Coke has recently announced new partnership with three companies that are developing competing technologies to make plastic from plants, with the goal of rolling out these 100% plant bottles to consumers in a few years.
PepsiCo is striving to get to 100% green label first. The company declared in March that it had cracked the code of the all-plant plastic bottle, and on Thursday, it said that it was on schedule to conduct a test next year that involved producing 200,000 bottles made from plant-only plastic. But until Pepsi conducts the test, executives said they would not be able to predict when large-scale production of such bottles might begin.
According to the article, Coke was the first out of the gate in the green bottle race, when in 2009 it began selling Dasani water in the United States in bottles made with up to 30 percent plant-based plastics. On Thursday the company said that by 2020 all of its plastic bottles would meet the 30 percent plant-based standard.
Allen Hershkowitz, a senior scientist at the National Resources Defense Council, an environmental group says,"Regardless of how they are produced, plant-based plastics still create litter and solid waste problems" and "companies like Coke and Pepsi should endorse legislation that would require the food and consumer products industries to finance recycling operations, in order to greatly increase plastic recycling."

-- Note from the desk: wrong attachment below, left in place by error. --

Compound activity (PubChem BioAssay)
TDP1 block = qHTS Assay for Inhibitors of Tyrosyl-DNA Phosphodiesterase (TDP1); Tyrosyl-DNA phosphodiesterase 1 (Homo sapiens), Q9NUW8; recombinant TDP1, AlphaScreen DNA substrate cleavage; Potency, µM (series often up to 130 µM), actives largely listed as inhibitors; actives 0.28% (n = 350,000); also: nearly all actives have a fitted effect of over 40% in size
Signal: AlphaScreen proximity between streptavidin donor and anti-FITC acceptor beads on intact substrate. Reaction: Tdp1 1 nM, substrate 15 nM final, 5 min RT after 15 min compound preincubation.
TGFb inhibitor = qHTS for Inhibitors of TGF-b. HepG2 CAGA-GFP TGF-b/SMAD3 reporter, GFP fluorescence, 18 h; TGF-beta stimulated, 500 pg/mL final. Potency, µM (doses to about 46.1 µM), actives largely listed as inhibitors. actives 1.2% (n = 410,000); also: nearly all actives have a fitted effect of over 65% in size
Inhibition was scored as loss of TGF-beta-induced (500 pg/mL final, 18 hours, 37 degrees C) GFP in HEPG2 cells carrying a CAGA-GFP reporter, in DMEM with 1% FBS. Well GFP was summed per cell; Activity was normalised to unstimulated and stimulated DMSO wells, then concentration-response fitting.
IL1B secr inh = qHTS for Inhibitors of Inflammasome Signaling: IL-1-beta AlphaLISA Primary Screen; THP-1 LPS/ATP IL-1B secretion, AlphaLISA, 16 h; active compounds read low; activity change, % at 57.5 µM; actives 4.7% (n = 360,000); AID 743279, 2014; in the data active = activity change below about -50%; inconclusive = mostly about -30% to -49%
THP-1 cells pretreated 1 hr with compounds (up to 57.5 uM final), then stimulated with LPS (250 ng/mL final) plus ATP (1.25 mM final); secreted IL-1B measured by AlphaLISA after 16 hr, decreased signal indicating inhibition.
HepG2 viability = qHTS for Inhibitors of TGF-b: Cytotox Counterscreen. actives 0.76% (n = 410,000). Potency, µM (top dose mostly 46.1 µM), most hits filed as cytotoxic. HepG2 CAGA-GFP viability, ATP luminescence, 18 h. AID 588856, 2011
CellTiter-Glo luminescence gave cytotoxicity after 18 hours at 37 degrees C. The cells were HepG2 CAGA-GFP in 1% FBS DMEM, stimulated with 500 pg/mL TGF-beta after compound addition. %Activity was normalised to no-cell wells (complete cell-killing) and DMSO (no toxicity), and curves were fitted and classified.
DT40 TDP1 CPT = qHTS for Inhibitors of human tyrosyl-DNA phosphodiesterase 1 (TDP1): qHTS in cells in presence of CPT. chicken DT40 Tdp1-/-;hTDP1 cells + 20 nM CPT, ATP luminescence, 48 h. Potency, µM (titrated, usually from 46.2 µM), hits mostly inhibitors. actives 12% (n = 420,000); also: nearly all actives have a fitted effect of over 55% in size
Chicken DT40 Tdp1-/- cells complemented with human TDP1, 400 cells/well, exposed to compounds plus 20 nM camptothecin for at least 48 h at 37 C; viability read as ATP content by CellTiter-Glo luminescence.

Despite the attractive packaging and claims, environmental groups recognize that the so-called plant bottle is still just like any other plastic bottle that won’t biodegrade or compost in a landfill, compost pile, ocean, or anywhere else. This Coke bottle, like competitor PepsiCo’s plant-based bottle, can only be recycled or thrown away in a landfill.
Coca-Cola has also recently reneged on its support of a PET recycling facility in South Carolina, and has also failed to meet a goal of using 10% recycled content in its containers by 2010. It also changed their commitment from "Source 25 percent of our PET plastic from recycled material by 2015" (2009) to "Commitment to source 25% recycled and/or renewable." (Apr 2011)